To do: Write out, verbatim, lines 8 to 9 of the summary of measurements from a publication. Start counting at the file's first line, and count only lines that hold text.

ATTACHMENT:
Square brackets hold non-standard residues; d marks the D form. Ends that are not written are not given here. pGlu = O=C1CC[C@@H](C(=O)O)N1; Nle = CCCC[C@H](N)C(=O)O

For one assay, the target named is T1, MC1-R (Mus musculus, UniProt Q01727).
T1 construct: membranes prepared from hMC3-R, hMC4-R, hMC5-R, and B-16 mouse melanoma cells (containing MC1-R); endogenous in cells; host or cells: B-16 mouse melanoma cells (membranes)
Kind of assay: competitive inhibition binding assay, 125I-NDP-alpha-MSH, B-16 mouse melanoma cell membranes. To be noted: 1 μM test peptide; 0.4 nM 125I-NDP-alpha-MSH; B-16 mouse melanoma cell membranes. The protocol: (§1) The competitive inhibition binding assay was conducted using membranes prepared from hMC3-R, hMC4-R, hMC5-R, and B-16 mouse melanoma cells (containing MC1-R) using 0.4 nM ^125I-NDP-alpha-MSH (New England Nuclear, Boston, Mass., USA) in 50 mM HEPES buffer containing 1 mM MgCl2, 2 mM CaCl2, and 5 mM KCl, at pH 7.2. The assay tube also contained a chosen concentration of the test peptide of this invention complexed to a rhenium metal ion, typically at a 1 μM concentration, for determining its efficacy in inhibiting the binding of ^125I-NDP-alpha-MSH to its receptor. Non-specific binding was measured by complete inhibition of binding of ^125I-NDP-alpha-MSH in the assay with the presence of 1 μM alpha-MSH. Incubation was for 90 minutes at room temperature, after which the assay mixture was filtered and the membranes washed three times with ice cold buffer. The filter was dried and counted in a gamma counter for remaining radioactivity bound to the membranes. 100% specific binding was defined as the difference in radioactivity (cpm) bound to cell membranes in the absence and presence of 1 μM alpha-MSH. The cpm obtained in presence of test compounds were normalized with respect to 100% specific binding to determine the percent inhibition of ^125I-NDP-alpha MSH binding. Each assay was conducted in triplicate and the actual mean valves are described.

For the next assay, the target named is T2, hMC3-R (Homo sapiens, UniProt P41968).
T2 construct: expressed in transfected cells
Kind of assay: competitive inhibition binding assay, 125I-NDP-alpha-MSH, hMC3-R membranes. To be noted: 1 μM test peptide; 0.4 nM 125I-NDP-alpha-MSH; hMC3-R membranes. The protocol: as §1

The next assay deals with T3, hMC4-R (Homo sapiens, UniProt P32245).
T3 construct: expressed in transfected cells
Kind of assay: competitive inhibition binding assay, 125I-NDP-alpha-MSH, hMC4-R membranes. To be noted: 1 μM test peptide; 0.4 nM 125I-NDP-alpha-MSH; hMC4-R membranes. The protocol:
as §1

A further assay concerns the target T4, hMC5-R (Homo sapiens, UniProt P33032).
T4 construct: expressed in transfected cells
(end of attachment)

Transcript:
The next assay deals with T3, hMC4-R (Homo sapiens, UniProt P32245).
T3 construct: expressed in transfected cells